As it turns out, Sam Sifton also contributed to the Times’ Diner’s Journal column for a brief time in 2004 (he filed reviews between William Grimes’s departure and Bruni’s first review), and we’ve now had a chance to look back on his archive. The writing is punchy, showing a flair for creative food description (he recounts “a wrist-size hunk of braised pork belly strewn with enough honey-glazed garlic to make a mockery of the divide between sweet and savory”) while also evincing some of Bruni’s humor. In reviewing Craftbar, he describes Hearth as a “Xanax restaurant,” meaning it’s an escape from the urban fray. (Sifton, like Bruni, doesn’t seem to be a fan of restaurant noise, if his Spice Market review is any indicator.) Sifton also has an eye for the anecdote: He spends two paragraphs describing a funny incident at Junior’s, wherein a man asked the host after his mother (“a big woman”). He knows his way around a simile and isn’t afraid of pop culture: Megu is “situated on Thomas Street in Tribeca in the manner of a caparisoned elephant stuck in an alley,” and it’s interior is “part Lost in Translation, part Kill Bill.” Perhaps most promising of all, he’s willing to mock restaurants while also acknowledging the good in them — for instance the $25 edamame or the absurd menu at the aforementioned eatery. All told, we don’t expect this to be a radical departure from Bruni — here’s a buffet of highlights from his Diner’s Journal entries.
In any event, the oyster pan roast is the same, wonderfully silky concoction that Mimi Sheraton called elegant in the New York Times in 1983 and that the restaurant has been serving practically since its opening in 1913.
Fried belly clams, scratched from the mud of southern New England, are terrific this time of year, fat and packed with flavor. Likewise the cherrystones on the half shell and the Glidden Point oysters and the bluepoints and the gigantic West Coast behemoths and all the rest But thus it has always been: a sharing of life's glories, bread and roses, oysters and beer.
To wit, shockingly flavorful baked oysters with bits of black truffle placed beneath their top shells, $15 for three and about the finest pairing for a dry martini as has yet been invented by man. Also, sake steamed clams, $15. Who knew New England had it so wrong all these years? Rice wine raises a common dish to uncommon heights. And three little skewers of grilled and buttery chicken yakitori are a welcome snack (they are far superior, anyway, to a long and greasy ''sea eel tempura with shiso leaf'' that appears to be made mostly of tempura batter).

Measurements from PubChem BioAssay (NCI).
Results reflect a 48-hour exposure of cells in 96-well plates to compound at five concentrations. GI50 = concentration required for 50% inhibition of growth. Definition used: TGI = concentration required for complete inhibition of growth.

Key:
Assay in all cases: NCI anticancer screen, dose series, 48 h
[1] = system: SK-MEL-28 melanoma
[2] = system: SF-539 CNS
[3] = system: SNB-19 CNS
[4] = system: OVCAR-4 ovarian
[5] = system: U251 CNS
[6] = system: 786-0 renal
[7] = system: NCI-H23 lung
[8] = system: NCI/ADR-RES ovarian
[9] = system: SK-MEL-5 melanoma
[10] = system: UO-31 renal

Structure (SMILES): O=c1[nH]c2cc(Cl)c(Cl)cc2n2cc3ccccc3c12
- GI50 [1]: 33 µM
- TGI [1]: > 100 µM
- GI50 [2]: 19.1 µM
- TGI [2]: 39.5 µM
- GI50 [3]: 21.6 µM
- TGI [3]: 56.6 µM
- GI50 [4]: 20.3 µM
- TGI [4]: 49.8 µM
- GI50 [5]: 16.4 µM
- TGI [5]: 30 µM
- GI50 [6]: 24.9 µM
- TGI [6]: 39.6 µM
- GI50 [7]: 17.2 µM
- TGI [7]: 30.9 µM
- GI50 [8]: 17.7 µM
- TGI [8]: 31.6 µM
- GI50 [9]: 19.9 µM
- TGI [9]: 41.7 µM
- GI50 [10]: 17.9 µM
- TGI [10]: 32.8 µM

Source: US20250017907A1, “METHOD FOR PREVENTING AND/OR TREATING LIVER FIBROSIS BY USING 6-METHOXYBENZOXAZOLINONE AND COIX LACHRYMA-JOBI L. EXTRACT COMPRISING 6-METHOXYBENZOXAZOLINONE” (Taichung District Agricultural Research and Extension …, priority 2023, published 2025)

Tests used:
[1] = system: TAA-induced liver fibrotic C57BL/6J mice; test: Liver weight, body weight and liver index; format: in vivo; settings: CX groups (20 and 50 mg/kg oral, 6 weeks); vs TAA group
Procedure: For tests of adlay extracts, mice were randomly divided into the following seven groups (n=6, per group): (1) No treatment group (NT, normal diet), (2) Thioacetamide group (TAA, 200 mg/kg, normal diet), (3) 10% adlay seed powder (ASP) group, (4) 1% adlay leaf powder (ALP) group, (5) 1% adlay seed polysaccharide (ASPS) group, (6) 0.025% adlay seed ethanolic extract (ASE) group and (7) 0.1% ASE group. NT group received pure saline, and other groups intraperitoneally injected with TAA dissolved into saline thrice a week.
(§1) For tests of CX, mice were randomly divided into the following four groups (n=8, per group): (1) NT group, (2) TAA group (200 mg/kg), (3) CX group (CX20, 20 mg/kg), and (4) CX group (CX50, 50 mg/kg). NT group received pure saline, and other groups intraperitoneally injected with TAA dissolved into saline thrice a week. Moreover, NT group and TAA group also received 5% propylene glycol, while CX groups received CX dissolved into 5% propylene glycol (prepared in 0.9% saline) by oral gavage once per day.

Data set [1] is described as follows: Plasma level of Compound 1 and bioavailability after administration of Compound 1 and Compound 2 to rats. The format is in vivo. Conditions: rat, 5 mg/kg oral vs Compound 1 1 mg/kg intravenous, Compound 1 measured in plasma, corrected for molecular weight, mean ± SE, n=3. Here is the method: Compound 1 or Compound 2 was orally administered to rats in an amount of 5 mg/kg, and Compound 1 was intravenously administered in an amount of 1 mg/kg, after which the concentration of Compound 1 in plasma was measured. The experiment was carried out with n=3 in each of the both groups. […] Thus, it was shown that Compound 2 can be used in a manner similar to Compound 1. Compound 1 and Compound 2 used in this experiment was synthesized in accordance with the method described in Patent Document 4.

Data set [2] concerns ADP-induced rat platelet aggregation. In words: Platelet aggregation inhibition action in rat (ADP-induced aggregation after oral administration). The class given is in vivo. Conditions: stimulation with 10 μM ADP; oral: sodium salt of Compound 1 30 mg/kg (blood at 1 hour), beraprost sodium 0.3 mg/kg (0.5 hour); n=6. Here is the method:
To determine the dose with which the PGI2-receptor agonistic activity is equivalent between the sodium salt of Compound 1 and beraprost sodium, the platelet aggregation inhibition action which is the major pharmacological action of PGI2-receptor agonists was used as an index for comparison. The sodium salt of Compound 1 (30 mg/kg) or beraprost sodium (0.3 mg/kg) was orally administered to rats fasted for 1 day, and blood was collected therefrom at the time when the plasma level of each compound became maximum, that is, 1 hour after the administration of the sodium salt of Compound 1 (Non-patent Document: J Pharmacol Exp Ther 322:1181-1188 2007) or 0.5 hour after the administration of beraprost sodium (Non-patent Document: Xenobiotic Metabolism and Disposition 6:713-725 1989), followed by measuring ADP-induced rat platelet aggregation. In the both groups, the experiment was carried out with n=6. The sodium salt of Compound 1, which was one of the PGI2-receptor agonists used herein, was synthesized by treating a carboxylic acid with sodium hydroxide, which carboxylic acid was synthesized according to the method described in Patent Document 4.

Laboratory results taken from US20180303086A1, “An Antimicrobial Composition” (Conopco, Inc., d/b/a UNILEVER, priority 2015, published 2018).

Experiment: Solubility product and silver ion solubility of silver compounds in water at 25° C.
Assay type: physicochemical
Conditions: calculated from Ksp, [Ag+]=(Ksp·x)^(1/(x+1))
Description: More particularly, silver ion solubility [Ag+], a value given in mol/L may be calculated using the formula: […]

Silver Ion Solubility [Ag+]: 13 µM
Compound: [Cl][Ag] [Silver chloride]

Because there is a good argument at Bar Masa for apostasy in the matter of raw fish, the best dish on the current menu is a simple bowl of Kobe beef yaki soba, tender, fragrant and packed with beefy flavor. Dig into that on the fourth floor of the mall, with a glass of Harushika sake as a chaser, and you can imagine yourself far, far away from New York City.
Of course, quality comes at a cost. It seems every sling-backed publicist who ever appeared as an extra on the late HBO show Sex and the City has been granted an early reservation. And because there is a lounge in the restaurant's basement, there is music, anonymous and jittery, with an accompanying thump-thump-thump that is not unlike a headache. But you suffer for art. And Spice Market is enormous, so a lot of the noise gets lost up in the ceiling. It's decorated in the manner of ABC Carpet & Home, so it's comfortable and luxe and exotic all at once. And the food — tricked up versions of Southeast Asian street grub, prepared by Gray Kunz and a team of talented sous-chefs — is astonishingly good.
The menu is an absurd document: Fourteen pages of tiny type and large numbers. Consultation with your waiter, even the manager, is advised. But early visits suggest a few winners, most notably the shishamo, fat smelts grilled over hard ''bincho tan'' charcoal from Wakayama, Japan, which have a delicate smokiness beneath the salty crust of their exteriors, and the hon maguro ''heaven,'' which sees cuts of sushi from all parts of the blackfin tuna, literally head to tail, presented together on a long and elegant plate.”
There are times in this city when the pulse rate quickens and sweat breaks out on the brows of the citizenry and it seems for one horrible moment as if everyone in sight is on the verge of a nervous breakdown. It's just you, though.